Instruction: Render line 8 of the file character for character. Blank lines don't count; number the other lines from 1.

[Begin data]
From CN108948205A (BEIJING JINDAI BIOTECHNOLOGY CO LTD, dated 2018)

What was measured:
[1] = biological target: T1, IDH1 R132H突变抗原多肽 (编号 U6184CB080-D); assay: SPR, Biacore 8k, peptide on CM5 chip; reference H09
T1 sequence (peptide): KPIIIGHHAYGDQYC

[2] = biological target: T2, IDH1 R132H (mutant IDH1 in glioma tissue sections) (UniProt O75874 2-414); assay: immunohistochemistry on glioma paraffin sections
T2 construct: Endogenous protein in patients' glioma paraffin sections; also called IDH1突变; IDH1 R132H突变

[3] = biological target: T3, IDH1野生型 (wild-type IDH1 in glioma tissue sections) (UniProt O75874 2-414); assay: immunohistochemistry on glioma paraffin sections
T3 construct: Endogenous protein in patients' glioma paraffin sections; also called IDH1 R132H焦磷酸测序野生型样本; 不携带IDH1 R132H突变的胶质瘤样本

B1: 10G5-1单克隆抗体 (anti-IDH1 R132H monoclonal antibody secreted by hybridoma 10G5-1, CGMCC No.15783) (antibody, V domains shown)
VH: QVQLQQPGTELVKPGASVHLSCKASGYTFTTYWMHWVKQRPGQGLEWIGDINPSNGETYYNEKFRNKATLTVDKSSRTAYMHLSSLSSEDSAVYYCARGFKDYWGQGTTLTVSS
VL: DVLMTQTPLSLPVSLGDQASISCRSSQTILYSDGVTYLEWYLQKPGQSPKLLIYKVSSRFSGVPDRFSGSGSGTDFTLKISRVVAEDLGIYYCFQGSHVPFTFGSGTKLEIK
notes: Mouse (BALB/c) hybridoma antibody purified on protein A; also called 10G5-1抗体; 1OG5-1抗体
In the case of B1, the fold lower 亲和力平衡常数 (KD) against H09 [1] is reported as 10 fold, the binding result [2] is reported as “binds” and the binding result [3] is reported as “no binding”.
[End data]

T3 construct: Endogenous protein in patients' glioma paraffin sections; also called IDH1 R132H焦磷酸测序野生型样本; 不携带IDH1 R132H突变的胶质瘤样本